(Photo from New York Times)
Opinions differ, according to those quoted in a 10/1/07 NJBIZ article headlined The Battle of the Arenas. One skeptic is Smith College sports economist Andrew Zimbalist, who pointed out that each facility must compete for corporate sponsorships and sales of premium seats.
The article states:
“All of those things will be difficult,” says Zimbalist. “It’s not 100 percent clear that the Meadowlands will stay in business, and it’s not clear to me that the Newark Arena will make it.”
Certainly Newark's new Prudential Center, with only one major sports team rather than two as a main tenant, and in a city carrying a rep for crime, will face challenges, especially if the Meadowlands remains as competition for concerts. If the latter arena closes, well, New Jersey needs a major venue. Still, the Pru is spiffy, near transit, and went through an apparently successful opening yesterday.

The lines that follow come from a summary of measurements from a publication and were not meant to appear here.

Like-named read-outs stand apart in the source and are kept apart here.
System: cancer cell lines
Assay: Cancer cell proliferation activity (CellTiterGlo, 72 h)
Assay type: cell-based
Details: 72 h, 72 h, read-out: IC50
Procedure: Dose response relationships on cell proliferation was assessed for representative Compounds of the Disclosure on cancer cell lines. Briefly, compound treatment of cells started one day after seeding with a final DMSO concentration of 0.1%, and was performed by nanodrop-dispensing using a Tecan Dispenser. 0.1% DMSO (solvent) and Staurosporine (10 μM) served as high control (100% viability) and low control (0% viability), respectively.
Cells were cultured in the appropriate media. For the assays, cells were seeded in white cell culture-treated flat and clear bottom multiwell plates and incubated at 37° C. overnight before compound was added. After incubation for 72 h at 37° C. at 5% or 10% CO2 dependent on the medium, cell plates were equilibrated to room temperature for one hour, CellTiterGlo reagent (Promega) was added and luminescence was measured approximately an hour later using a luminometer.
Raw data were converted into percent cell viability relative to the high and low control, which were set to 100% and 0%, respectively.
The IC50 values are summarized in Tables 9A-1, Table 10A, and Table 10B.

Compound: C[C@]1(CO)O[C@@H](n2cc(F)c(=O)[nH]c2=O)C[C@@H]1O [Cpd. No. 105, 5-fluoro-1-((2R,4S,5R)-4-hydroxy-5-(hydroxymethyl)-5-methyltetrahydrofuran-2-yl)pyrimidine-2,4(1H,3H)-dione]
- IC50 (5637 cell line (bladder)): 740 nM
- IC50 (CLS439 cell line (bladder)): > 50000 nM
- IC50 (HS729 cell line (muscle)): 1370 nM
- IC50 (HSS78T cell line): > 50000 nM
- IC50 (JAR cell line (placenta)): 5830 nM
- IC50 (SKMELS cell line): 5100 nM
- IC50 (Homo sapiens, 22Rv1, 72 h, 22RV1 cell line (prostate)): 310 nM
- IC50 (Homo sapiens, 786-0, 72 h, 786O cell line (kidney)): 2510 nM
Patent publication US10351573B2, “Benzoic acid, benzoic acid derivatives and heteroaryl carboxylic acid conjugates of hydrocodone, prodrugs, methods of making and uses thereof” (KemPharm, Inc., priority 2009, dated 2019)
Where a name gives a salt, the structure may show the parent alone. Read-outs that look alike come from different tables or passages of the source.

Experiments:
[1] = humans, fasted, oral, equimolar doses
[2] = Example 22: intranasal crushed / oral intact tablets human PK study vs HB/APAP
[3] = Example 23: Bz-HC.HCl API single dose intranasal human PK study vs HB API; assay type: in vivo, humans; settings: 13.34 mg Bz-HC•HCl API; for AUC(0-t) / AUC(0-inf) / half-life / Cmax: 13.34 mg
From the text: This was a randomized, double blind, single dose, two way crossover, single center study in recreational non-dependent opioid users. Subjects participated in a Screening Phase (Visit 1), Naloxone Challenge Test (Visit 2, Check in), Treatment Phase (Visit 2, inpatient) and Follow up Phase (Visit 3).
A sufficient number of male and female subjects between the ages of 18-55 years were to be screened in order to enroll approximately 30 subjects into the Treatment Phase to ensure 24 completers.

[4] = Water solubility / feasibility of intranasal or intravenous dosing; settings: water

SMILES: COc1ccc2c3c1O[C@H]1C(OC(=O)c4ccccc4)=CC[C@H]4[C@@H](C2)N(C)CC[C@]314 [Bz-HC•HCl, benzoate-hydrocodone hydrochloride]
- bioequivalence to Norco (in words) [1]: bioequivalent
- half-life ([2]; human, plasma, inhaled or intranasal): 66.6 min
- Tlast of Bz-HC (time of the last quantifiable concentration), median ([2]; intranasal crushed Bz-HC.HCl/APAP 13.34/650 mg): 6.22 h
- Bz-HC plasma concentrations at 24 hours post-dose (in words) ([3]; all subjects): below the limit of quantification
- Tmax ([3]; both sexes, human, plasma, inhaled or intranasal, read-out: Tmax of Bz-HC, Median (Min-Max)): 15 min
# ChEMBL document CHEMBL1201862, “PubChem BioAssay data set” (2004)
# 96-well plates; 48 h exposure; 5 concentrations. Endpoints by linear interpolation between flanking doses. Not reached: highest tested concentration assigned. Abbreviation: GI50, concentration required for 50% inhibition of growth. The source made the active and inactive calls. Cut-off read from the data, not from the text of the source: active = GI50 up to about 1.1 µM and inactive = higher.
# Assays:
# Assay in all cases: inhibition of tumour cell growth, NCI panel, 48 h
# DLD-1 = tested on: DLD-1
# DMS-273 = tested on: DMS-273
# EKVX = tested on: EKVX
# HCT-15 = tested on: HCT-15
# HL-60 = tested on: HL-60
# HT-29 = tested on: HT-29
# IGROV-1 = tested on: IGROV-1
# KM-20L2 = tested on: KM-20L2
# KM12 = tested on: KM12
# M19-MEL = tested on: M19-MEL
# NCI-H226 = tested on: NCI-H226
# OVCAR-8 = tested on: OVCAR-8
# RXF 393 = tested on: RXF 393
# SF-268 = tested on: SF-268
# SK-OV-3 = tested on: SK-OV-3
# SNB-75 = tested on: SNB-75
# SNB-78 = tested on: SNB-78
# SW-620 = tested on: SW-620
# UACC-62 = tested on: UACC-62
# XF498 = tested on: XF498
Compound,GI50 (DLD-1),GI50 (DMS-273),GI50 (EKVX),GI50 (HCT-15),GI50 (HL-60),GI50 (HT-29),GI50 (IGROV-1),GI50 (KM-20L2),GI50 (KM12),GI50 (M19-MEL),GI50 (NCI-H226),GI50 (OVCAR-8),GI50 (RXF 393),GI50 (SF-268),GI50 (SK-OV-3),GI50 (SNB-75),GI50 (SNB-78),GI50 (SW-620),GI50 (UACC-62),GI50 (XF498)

Wishing it away?
NJBIZ should've pointed out that Zimbalist is hardly a neutral observer when it comes to Newark's arena.
As a paid consultant to Forest City Ratner, Zimbalist produced a rosy and misleading report on potential Atlantic Yards revenues. In it, he stated:
The Nets project that the arena will not host an NHL team and that it will host 226 events during the year (assuming the eventual closing of CAA, no new arena in Newark, no NHL and no minor league hockey events at the Atlantic Yards arena).
But a Newark arena was on its way. Now it's here, an inconvenient fact that bollixes up his projections regarding Atlantic Yards arena revenues, just as costs for policing the Brooklyn arena would well exceed the zero-based budget Zimbalist posited. It's not clear that the Atlantic Yards arena "will make it," either, because it doesn't even exist yet. Maybe it's easier to wish Newark away.